She is an entertainer, not an educator, and we shouldn't expect too much from her by way of enhancing whatever critical thinking is already going on by viewers of entertainment programs that feature people with paranormal or supernatural powers. Still, it would be nice if she did a follow-up program with some knowledgeable people who could clearly explain things like wishful thinking, deception, subjective validation, hot and cold reading, and the search for anomalous statistics as evidence of pathology not wisdom. She could educate herself and millions of others in the bargain. It could even be entertaining. But don't hold your breath. Oprah's website has a place where you can express your beliefs about the paranormal and the supernatural. You can even view the results (so far). Not surprisingly, almost all visitors to her website believe in both the paranormal and the supernatural. Only 5.8% are skeptical of the claim that mediums get messages from the dead. One of the related links listed on Oprah's web page for the "Do You Believe?" show takes you to a story about some people who are wiped off the road by an avalanche that totals their vehicle. They don't credit a higher power with knocking them off the road and destroying their car, but they do give a higher power credit for their survival of the crash. "There's definitely a greater power out there looking out for us," mused one of the survivors. Indeed; that higher power is called television producers looking for people to exploit. Not that the executives have to twist anybody's arm to get them to praise the Lord for not killing them when he sent tons of snow down the hill to blow them off the road.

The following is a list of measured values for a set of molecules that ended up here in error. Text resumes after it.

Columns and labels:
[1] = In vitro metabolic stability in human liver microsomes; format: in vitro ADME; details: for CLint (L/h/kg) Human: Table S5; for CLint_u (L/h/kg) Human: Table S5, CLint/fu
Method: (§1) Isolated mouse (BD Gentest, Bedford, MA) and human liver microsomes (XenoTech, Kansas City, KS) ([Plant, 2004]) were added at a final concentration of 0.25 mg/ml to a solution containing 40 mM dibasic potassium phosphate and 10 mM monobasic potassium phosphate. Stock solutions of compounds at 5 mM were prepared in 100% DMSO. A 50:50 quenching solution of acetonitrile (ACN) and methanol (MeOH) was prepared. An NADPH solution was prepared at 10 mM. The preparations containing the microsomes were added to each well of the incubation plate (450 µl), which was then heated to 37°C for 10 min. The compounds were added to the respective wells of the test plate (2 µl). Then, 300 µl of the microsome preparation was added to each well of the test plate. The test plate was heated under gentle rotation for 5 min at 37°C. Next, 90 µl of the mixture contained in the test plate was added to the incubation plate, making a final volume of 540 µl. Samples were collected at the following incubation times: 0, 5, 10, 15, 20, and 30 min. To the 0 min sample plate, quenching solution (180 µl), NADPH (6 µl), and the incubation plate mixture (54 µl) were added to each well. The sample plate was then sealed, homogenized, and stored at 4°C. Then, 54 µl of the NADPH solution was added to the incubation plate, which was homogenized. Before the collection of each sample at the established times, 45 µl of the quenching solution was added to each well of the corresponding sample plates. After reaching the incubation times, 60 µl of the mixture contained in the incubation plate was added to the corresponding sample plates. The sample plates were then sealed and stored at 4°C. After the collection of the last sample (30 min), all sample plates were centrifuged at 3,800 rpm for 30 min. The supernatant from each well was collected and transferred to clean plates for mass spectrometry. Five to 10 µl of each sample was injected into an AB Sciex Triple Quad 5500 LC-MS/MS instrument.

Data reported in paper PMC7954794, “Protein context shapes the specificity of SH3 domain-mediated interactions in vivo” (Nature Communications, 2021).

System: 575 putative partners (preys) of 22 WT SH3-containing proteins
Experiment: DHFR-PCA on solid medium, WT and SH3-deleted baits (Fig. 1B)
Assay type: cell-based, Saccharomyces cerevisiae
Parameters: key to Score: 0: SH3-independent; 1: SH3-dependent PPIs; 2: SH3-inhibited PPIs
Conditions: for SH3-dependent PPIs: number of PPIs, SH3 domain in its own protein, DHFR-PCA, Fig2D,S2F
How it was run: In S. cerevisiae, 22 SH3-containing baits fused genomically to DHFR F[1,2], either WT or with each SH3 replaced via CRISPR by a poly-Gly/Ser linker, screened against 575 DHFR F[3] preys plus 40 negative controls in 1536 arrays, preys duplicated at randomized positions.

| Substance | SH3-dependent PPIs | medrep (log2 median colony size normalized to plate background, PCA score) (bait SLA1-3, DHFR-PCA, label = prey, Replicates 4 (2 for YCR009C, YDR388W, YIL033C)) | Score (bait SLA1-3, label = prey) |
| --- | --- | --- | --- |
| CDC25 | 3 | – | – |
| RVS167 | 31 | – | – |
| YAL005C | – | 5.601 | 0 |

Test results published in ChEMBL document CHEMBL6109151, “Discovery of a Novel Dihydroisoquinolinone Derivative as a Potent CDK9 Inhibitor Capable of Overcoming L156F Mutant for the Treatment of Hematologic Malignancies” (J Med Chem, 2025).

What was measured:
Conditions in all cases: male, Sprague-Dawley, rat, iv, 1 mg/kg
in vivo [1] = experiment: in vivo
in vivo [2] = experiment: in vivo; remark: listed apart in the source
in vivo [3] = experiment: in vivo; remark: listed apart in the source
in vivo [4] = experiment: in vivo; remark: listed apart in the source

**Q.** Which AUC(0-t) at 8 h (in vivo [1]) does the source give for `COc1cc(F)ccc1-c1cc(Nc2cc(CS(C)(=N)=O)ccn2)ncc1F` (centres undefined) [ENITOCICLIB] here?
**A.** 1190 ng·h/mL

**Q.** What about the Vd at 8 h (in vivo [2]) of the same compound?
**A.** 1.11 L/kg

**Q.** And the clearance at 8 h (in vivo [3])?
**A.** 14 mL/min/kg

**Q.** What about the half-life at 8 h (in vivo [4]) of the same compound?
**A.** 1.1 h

Also on her website is a message inviting us to stay tuned because she is going to have medium Lisa Williams visit her studio and "diagnose" it for ghosts. That should be entertaining and raise the level of discourse about critical thinking several notches.
* AmeriCares *